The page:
Some years ago a friend of mine, a behavioural ecologist, began to study what was then a hot topic: parent-offspring conflict. The basic idea (based on genetic relatedness) is that parents should be nice to their kids, but kids should behave selfishly towards their parents. An all-too-familiar scenario for many of us, I suspect.
My friend measured the magnitude of parent-offspring conflict by hand-rearing baby birds under two different regimes. To some he behaved as a "reluctant parent", never giving quite as much food as the chicks begged for (while ensuring that they had enough); to the others he was an "indulgent parent", feeding on demand. He then looked at when the chicks in the two groups became independent. Perhaps not surprisingly, those reared indulgently took much longer to fledge and feed themselves and, significantly, behaved like babies for far longer than had ever been recorded in the wild.
Making the transition to independence is a crucial step in the lives of all creatures, whether they are birds or people. The indulgent care provided by schools in response to the current examination system, in which children are spoon-fed right up until they take their A levels, means that some subsequently find it very hard to make the transition to full intellectual independence.
This situation was epitomised recently by a story told to me by a colleague about his experience of supervising one particular final-year student. It should have been a mutually rewarding experience, but instead was more like coping with an enormous greedy baby.
The student was benign, conscientious and industrious but completely unconnected with his research project. He simply didn't get it; didn't understand that ticking boxes, jumping through hoops and attending meetings was not enough to achieve the highest marks - despite having had it explained to him repeatedly.
The crux of the problem was that this student simply never quite grasped the concept of independent thought. His focus was entirely on "the process" rather than engaging with the research and using his own brain to figure things out for himself. Whenever my colleague set the student a challenge, the student responded by banging off e-mails to other academics and getting them to solve what were often rather trivial problems. Which was enterprising, I suppose, in a selfish and pathetic sort of way.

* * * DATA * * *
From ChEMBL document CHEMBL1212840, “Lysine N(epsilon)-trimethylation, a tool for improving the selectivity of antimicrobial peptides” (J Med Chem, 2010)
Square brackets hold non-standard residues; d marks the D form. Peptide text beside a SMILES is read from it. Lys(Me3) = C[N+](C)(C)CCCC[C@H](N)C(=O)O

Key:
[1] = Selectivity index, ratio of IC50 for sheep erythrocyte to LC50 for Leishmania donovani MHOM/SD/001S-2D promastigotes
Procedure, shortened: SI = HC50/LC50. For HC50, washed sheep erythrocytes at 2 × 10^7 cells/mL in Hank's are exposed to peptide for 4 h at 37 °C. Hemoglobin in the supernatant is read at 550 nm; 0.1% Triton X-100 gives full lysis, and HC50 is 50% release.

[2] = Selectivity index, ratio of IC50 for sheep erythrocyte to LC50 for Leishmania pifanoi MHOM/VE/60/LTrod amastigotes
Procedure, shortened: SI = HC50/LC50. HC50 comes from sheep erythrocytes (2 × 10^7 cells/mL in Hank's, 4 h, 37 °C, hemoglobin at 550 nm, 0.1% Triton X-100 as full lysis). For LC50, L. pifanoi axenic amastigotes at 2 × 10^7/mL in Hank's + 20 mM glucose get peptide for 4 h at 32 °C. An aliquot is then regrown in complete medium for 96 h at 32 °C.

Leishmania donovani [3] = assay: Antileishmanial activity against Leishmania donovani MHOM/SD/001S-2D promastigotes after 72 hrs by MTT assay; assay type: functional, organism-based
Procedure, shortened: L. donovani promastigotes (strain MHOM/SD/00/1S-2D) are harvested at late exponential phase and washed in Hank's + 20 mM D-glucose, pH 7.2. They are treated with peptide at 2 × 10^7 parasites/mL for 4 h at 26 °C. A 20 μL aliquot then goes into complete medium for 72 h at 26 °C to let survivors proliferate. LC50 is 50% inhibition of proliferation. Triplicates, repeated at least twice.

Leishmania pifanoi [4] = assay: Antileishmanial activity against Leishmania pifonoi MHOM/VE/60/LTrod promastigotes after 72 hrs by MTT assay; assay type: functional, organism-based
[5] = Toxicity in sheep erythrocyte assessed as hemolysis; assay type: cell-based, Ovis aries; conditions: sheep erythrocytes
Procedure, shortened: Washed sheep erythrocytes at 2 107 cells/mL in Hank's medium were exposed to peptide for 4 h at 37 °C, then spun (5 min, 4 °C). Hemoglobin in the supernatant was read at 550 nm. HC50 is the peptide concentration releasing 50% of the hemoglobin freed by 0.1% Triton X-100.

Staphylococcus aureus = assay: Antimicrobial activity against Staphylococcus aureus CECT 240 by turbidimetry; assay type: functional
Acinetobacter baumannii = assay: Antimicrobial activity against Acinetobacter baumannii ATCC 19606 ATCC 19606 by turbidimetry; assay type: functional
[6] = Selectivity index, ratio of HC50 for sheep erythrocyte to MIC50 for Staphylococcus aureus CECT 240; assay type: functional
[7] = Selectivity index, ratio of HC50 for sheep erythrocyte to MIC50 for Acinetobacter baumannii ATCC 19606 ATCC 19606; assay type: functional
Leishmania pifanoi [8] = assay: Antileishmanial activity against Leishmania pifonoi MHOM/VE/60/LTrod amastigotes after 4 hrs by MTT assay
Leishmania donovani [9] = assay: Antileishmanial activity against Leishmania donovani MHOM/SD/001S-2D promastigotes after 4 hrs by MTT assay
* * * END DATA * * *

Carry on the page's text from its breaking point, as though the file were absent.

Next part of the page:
Some students, it seems, come to university assuming it will be a continuation of school: it rarely is. The reason for the disparity in expectations is obvious: governmental control of school curriculums with little thought for how they feed into university. The result is an almost complete contrariety between the expectations of schools and those of universities.
Who is to blame? Not teachers: many of them would like a more open-ended, intellectually challenging curriculum in which pupils are encouraged to think for themselves, but "teaching to the test" and the obsession with league tables precludes this.
The responsibility for trying to bridge the gap has alternated between school and university. Schools complain that within the iron grip of the curriculum there is little scope (or reward) for free thinking. Universities, on the other hand, expect schools to have trained students so that they can think, and they certainly do not want to further downgrade their activities to cope with poorly trained entrants.
How do we solve the problem of neoteny? I have an idea. How about introducing a new A level called "Thinking for myself"? To older academics the concept will seem rather obvious and remarkably simplistic: pupils will be given a series of problems and required to solve them with no formal teaching. Assessment will be based on how creative, efficient and effective pupils have been in devising solutions to the different problems. Thinking for one's self used to be an integral part of education. Entrance to university would be based in part on how well pupils perform in this particular A level.
The types of thinking we might ask pupils to do could span a range of activities, from practical skills such as microscopy and molecular biology, to intellectual ones, in which they are asked to try to solve a particular problem. Years ago I was invited to a Spanish university to give "a seminar" on my research. When I arrived, I discovered that my "seminar" was actually a two-day masters course. At that time, I was working on what is referred to as "cryptic female choice" - the idea that female animals mate promiscuously and are then able to choose which of the various males' sperm they use to fertilise their eggs.
After recovering from my initial shock at having to fill two days instead of 50 minutes, I decided that instead of telling the students what was known about cryptic female choice, I would give them some background and then put the ball in their court by asking them for their ideas about how females might make such a choice. We then went through the ideas one by one, discussing first whether they were biologically sensible and, if so, how we could test them by experiment or observation. At each step, the emphasis was on the students telling me, rather than me telling them. OK, yes, these were masters students, and yes, the topic was one they probably had some interest in, but I am sure that exactly the same type of approach could be effective at sixth-form level.
I have often wondered what happened to those little birds my friend reared after they were eventually released into the wild. I guess that those reared under the reluctant-parent regime fared far better in later life than those that allowed themselves to be spoon-fed, but who knows?
Tim Birkhead is professor of behavioural ecology, University of Sheffield.
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